The Oxford Companion to the Book

edited by Michael Suarez & H. R. Woudhuysen

Oxford, 1,408 pp., $325

Recently, I was having lunch with a friend in the café of the Morgan Library when the topic of electronic books came up. We all have friends with whom we cannot discuss certain things, but I had no idea that this particular friend was fond of those barbarous contraptions that are threatening to wreck the book trade. No sooner did the Kindle topic come up than it nearly ruined an otherwise festive lunch. In the future, whenever I am with this otherwise agreeable young woman, and the K-word surfaces, I shall know to change the subject instanter.

It was ironic that this dispute should have occurred in the Morgan because the old tycoon’s library is one of the great shrines of the book. Certainly, I have very fond memories of the place: When I was first trying to write as an adolescent I remember seeing one of Alexander Pope’s manuscripts there—a mess of cross-outs and corrections—and thinking to myself: If so polished an author as Pope had to write and rewrite, and rewrite again, to knock his things into shape, there was hope for us all. And then I remember reading the spines of all those glorious books: Here indeed were realms of gold, and I could not wait to mine them.

Twenty years from now, 50 years from now, will anyone feel the same passionate emulation on seeing anything that the Kindle produces? Will any of our tycoons build private libraries to house Kindle books? Will anyone care to see the e-manuscripts of Kindle authors? With such gloomy thoughts, I took up the two-volume Oxford Companion to the Book with high hopes, certain that the volumes would be, at once, informative and entertaining. Alas, they are not as good as they might have been.

Oxford should never have handed this project off to academics. What was needed was an editor like Charles Arnold-Baker (1918-2009), the brilliant barrister whose Companion to British History is one of the glories of 20th-century scholarship precisely because it was not the product of academic consensus. (In fact, it was Oxford that first commissioned Arnold-Baker to write his Companion—though later he decided to go with a smaller, more sympathetic publisher after OUP tried to muffle his unfashionable views. Once he made the move, a printer assured him that he had made the right choice, if only because being published by Oxford was like going to bed with a duchess: The privilege was greater than the pleasure.)

The Oxford Companion to the Book ought to have been an adventurous, fun, surprising tour d’horizon. Instead, the general editors turned it into a librarian’s survey. And rather than pursuing unexplored avenues that might have led readers to see their subject anew, the editors decided to confine the Companion to three predictable sections: one on the history of the book, one on technical aspects of the book, and one on miscellaneous people and things related to the book. Thus, the editors give us the history of the book in Hungary, Poland, Germany, Switzerland, the Baltic states, the Balkan states, Korea, sub-Saharan Africa, Japan, New Zealand, Australia, Russia, and Ireland. They give us earnest essays on paper, printing, and bookbinding. And they end with an encyclopedia offering entries on publishers, libraries, illustrators, and other book-related matters already sufficiently covered in more authoritative reference books, particularly the Oxford Dictionary of National Biography.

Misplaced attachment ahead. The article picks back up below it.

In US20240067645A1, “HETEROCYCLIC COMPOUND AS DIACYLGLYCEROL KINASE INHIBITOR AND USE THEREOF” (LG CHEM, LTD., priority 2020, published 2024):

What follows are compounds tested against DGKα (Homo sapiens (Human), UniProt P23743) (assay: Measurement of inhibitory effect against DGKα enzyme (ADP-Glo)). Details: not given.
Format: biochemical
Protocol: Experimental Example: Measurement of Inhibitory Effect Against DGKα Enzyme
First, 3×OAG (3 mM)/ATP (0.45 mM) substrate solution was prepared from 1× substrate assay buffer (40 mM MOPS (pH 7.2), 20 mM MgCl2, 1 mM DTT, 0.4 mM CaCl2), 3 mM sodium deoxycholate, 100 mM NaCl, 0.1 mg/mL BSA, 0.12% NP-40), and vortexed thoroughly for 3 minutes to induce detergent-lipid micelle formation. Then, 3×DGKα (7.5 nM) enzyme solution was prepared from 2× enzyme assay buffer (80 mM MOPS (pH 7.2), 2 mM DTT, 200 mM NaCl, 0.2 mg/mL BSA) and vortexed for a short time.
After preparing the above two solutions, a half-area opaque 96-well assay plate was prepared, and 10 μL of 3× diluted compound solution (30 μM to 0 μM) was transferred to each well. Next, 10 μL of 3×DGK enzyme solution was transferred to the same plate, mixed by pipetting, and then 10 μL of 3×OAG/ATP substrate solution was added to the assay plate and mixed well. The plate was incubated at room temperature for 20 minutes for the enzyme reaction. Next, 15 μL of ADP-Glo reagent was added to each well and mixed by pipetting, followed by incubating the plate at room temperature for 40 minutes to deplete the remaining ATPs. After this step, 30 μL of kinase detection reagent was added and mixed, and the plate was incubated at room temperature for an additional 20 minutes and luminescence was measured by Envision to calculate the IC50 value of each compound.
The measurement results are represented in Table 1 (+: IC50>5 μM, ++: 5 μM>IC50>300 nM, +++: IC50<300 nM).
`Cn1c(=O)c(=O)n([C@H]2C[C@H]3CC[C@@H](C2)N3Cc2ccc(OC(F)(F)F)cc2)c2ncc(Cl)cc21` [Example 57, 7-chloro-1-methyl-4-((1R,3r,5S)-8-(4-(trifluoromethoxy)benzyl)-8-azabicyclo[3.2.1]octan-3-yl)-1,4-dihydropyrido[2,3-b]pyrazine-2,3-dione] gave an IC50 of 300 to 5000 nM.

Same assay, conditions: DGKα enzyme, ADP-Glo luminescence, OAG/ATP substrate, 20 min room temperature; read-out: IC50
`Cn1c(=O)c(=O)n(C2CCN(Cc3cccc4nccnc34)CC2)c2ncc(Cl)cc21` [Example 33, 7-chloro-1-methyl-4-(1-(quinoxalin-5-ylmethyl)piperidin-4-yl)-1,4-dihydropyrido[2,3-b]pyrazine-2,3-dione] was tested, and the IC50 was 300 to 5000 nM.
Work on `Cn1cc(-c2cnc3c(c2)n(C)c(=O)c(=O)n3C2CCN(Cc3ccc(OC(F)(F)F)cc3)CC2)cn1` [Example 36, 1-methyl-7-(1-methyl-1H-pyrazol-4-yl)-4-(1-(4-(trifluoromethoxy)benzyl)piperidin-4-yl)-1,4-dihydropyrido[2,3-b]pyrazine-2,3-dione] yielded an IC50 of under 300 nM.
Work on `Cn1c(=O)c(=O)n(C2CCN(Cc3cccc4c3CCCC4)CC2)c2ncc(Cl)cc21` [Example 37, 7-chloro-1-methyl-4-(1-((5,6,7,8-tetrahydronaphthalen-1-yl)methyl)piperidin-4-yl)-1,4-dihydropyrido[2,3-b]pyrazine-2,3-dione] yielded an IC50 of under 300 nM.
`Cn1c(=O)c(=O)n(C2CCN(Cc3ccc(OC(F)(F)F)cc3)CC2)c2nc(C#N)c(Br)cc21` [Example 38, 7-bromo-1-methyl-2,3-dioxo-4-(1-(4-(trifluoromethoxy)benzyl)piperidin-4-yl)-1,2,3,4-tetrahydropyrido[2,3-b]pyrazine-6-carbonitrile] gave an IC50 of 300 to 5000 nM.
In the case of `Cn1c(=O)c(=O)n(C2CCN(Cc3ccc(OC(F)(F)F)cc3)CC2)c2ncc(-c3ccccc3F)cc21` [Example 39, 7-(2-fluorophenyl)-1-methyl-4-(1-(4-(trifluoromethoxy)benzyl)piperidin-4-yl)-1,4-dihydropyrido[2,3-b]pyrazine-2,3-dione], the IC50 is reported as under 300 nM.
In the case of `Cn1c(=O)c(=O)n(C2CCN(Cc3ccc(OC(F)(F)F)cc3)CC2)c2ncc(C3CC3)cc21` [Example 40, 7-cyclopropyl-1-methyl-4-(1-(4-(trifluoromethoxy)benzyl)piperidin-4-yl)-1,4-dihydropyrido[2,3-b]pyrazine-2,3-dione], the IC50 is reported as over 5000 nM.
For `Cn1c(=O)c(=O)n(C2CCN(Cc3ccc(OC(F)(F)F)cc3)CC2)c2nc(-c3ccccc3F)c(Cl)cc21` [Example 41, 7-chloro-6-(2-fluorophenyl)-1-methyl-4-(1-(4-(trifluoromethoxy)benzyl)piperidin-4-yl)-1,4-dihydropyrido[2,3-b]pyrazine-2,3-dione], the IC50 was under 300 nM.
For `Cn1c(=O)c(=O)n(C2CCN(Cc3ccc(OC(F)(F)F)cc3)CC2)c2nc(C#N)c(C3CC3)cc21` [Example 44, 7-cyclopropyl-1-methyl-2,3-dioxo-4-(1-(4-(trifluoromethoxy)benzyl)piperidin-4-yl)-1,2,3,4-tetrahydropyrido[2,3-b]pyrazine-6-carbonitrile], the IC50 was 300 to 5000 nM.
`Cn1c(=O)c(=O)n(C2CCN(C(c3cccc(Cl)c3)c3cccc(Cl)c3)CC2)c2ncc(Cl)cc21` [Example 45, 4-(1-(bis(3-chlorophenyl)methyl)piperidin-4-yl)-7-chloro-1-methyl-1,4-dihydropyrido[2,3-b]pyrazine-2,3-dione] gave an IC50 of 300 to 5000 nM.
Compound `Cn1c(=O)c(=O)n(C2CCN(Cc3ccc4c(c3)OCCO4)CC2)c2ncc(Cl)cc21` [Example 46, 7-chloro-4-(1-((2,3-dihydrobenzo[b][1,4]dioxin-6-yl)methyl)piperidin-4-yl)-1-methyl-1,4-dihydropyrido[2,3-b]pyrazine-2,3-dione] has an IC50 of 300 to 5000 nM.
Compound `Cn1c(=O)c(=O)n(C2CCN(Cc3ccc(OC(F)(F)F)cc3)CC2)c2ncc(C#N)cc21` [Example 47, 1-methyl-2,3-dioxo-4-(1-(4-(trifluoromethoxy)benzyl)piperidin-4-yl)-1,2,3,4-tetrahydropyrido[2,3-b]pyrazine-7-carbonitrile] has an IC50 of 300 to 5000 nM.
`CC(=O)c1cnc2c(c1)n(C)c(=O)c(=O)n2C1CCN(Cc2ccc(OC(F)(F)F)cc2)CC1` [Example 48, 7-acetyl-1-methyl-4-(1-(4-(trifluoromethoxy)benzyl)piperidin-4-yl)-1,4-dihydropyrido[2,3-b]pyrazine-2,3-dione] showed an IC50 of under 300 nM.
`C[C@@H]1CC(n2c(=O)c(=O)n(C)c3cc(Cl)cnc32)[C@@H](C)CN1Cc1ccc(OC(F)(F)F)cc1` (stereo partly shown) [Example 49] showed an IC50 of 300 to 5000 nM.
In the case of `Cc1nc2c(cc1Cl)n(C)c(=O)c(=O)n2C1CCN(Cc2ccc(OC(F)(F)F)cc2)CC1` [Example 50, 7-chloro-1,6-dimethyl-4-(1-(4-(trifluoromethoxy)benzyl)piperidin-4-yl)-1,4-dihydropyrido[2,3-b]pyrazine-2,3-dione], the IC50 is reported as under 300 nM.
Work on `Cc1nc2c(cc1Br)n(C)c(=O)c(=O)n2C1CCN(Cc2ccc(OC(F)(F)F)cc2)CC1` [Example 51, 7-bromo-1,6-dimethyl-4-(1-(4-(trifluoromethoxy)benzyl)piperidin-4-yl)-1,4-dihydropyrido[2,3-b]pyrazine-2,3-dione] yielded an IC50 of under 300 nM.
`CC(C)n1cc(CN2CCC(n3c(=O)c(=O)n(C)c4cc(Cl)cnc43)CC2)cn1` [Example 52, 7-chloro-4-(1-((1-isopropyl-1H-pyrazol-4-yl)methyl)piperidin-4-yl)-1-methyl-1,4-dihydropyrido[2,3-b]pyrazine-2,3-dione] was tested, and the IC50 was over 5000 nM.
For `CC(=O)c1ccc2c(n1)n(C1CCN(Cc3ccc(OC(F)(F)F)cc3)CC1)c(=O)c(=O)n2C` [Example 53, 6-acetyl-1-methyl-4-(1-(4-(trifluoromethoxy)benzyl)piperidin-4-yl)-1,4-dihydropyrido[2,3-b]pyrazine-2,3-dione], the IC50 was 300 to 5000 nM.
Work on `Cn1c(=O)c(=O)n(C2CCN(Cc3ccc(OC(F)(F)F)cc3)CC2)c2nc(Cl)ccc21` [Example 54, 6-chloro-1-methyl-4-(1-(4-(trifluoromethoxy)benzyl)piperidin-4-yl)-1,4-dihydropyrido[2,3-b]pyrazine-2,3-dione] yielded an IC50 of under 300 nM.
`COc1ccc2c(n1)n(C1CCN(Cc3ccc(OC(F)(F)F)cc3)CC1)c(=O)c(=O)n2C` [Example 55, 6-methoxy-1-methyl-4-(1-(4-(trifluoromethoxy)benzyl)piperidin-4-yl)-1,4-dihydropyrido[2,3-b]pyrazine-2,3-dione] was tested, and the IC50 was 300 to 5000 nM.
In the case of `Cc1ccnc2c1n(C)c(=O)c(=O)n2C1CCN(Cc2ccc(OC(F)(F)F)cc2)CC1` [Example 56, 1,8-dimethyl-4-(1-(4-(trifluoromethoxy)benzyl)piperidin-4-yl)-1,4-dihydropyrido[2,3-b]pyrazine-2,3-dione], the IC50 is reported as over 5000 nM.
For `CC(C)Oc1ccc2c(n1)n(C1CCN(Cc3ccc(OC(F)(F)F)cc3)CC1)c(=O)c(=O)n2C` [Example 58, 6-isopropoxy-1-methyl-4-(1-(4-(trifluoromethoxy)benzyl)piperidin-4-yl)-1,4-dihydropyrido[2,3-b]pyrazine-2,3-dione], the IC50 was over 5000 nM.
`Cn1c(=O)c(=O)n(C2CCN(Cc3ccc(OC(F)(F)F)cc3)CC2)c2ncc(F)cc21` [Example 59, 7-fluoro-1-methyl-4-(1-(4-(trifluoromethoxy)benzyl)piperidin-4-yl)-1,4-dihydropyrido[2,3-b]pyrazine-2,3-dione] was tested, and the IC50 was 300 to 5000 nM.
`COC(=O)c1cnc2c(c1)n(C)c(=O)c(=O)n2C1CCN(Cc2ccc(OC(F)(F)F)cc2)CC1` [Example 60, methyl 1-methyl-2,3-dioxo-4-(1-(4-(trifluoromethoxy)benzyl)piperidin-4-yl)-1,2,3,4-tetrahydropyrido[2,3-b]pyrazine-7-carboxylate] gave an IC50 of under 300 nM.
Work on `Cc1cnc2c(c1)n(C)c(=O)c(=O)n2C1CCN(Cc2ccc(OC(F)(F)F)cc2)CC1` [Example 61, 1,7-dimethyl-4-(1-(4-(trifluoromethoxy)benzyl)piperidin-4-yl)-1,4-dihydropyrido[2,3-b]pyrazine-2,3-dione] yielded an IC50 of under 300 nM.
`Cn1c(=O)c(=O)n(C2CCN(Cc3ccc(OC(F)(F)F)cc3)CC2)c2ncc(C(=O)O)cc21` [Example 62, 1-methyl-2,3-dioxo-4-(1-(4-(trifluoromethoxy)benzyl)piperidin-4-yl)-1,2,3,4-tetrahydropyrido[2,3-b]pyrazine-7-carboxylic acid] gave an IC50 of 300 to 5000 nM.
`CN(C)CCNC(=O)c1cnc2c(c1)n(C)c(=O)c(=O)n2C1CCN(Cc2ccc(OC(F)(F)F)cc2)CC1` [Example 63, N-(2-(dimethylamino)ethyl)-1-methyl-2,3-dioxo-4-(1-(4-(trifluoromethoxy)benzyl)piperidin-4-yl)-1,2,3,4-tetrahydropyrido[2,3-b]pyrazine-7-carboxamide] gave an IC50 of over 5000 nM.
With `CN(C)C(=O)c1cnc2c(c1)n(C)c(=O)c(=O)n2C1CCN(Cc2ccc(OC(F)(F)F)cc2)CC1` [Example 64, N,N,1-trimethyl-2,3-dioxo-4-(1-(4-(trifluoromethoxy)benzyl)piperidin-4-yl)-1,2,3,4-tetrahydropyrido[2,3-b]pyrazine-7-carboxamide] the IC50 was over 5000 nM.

The Marxist bias of many essays is striking. On the Balkan states, for example, the authors note that although the Soviet Union closed down all private publishers and printers when they got their hands on these places after World War II, “communist ideology contributed to creating a cultural infrastructure of schools, public libraries, book clubs and so on.” And of course, once the market economy replaced Soviet socialism, “the numbers of bookshops in all the countries fell”—though the authors omit to mention that this was the result of the rise of book chains and online shops, both of which continue to flourish.

In her article on the book in Russia, Ukraine, and Belarus, Christine Thomas interjects a welcome note of realism: “One of the Soviet media’s clichés—that the USSR was ‘the world’s foremost nation of readers’—could in many ways be justified. The book industry had few rivals worldwide in number of titles and copies published.” Moreover, the Soviets were adept at removing illiteracy from their vast territories. “Yet for seven decades,” Thomas reminds readers, “the book was essentially the ideological tool of a totalitarian state.”